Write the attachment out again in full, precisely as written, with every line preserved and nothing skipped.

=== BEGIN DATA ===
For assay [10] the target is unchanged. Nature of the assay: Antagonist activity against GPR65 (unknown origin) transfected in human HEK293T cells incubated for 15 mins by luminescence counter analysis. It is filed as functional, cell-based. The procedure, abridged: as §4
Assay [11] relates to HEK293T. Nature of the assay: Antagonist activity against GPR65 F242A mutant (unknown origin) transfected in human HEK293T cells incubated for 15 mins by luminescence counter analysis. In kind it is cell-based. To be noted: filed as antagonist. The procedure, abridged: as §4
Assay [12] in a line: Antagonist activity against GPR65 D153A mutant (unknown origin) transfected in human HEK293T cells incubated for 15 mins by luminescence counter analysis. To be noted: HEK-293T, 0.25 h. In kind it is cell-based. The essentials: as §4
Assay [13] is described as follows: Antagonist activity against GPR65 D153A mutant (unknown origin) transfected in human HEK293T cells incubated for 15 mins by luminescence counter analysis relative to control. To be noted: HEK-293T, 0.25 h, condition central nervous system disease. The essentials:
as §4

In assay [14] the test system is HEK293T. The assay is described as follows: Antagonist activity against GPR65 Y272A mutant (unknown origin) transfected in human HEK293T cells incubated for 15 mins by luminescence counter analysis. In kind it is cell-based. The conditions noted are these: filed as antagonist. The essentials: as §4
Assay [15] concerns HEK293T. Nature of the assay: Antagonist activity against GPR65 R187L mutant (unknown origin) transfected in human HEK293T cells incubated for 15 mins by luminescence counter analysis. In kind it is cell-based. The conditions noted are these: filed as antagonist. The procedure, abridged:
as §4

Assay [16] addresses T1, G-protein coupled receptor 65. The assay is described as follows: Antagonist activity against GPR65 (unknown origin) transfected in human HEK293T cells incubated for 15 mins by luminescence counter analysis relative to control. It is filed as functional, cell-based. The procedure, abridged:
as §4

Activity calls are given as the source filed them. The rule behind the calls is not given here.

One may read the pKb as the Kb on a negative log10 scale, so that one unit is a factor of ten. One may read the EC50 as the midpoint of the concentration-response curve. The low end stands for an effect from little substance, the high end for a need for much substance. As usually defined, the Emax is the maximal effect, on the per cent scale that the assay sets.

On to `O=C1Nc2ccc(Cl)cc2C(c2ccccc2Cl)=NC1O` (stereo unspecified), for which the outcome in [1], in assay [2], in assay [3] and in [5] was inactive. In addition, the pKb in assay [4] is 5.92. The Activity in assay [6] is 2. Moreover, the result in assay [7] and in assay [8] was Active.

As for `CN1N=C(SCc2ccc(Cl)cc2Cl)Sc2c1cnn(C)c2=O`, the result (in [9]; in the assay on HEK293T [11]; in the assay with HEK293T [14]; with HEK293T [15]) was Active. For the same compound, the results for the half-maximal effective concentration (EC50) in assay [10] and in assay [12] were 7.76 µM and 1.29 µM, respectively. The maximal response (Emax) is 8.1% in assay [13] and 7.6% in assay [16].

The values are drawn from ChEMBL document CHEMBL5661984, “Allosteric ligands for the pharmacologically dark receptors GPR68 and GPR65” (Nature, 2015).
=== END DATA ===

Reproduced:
For assay [10] the target is unchanged. Nature of the assay: Antagonist activity against GPR65 (unknown origin) transfected in human HEK293T cells incubated for 15 mins by luminescence counter analysis. It is filed as functional, cell-based. The procedure, abridged: as §4
Assay [11] relates to HEK293T. Nature of the assay: Antagonist activity against GPR65 F242A mutant (unknown origin) transfected in human HEK293T cells incubated for 15 mins by luminescence counter analysis. In kind it is cell-based. To be noted: filed as antagonist. The procedure, abridged: as §4
Assay [12] in a line: Antagonist activity against GPR65 D153A mutant (unknown origin) transfected in human HEK293T cells incubated for 15 mins by luminescence counter analysis. To be noted: HEK-293T, 0.25 h. In kind it is cell-based. The essentials: as §4
Assay [13] is described as follows: Antagonist activity against GPR65 D153A mutant (unknown origin) transfected in human HEK293T cells incubated for 15 mins by luminescence counter analysis relative to control. To be noted: HEK-293T, 0.25 h, condition central nervous system disease. The essentials:
as §4

In assay [14] the test system is HEK293T. The assay is described as follows: Antagonist activity against GPR65 Y272A mutant (unknown origin) transfected in human HEK293T cells incubated for 15 mins by luminescence counter analysis. In kind it is cell-based. The conditions noted are these: filed as antagonist. The essentials: as §4
Assay [15] concerns HEK293T. Nature of the assay: Antagonist activity against GPR65 R187L mutant (unknown origin) transfected in human HEK293T cells incubated for 15 mins by luminescence counter analysis. In kind it is cell-based. The conditions noted are these: filed as antagonist. The procedure, abridged:
as §4

Assay [16] addresses T1, G-protein coupled receptor 65. The assay is described as follows: Antagonist activity against GPR65 (unknown origin) transfected in human HEK293T cells incubated for 15 mins by luminescence counter analysis relative to control. It is filed as functional, cell-based. The procedure, abridged:
as §4

Activity calls are given as the source filed them. The rule behind the calls is not given here.

One may read the pKb as the Kb on a negative log10 scale, so that one unit is a factor of ten. One may read the EC50 as the midpoint of the concentration-response curve. The low end stands for an effect from little substance, the high end for a need for much substance. As usually defined, the Emax is the maximal effect, on the per cent scale that the assay sets.

On to `O=C1Nc2ccc(Cl)cc2C(c2ccccc2Cl)=NC1O` (stereo unspecified), for which the outcome in [1], in assay [2], in assay [3] and in [5] was inactive. In addition, the pKb in assay [4] is 5.92. The Activity in assay [6] is 2. Moreover, the result in assay [7] and in assay [8] was Active.

As for `CN1N=C(SCc2ccc(Cl)cc2Cl)Sc2c1cnn(C)c2=O`, the result (in [9]; in the assay on HEK293T [11]; in the assay with HEK293T [14]; with HEK293T [15]) was Active. For the same compound, the results for the half-maximal effective concentration (EC50) in assay [10] and in assay [12] were 7.76 µM and 1.29 µM, respectively. The maximal response (Emax) is 8.1% in assay [13] and 7.6% in assay [16].

The values are drawn from ChEMBL document CHEMBL5661984, “Allosteric ligands for the pharmacologically dark receptors GPR68 and GPR65” (Nature, 2015).